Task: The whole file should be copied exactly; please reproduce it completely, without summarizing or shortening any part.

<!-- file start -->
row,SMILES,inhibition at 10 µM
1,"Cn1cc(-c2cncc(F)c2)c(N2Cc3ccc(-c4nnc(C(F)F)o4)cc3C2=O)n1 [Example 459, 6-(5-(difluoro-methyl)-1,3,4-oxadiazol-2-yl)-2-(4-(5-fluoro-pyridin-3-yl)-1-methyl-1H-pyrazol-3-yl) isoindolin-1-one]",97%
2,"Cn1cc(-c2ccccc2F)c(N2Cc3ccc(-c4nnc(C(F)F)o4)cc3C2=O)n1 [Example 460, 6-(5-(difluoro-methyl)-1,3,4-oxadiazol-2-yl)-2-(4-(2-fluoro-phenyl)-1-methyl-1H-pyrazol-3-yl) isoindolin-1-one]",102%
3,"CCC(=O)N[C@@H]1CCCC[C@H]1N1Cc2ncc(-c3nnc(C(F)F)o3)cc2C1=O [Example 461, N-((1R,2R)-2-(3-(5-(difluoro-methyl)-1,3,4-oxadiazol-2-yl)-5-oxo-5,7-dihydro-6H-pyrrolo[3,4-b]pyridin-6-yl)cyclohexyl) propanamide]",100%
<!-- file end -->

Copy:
row,SMILES,inhibition at 10 µM
1,"Cn1cc(-c2cncc(F)c2)c(N2Cc3ccc(-c4nnc(C(F)F)o4)cc3C2=O)n1 [Example 459, 6-(5-(difluoro-methyl)-1,3,4-oxadiazol-2-yl)-2-(4-(5-fluoro-pyridin-3-yl)-1-methyl-1H-pyrazol-3-yl) isoindolin-1-one]",97%
2,"Cn1cc(-c2ccccc2F)c(N2Cc3ccc(-c4nnc(C(F)F)o4)cc3C2=O)n1 [Example 460, 6-(5-(difluoro-methyl)-1,3,4-oxadiazol-2-yl)-2-(4-(2-fluoro-phenyl)-1-methyl-1H-pyrazol-3-yl) isoindolin-1-one]",102%
3,"CCC(=O)N[C@@H]1CCCC[C@H]1N1Cc2ncc(-c3nnc(C(F)F)o3)cc2C1=O [Example 461, N-((1R,2R)-2-(3-(5-(difluoro-methyl)-1,3,4-oxadiazol-2-yl)-5-oxo-5,7-dihydro-6H-pyrrolo[3,4-b]pyridin-6-yl)cyclohexyl) propanamide]",100%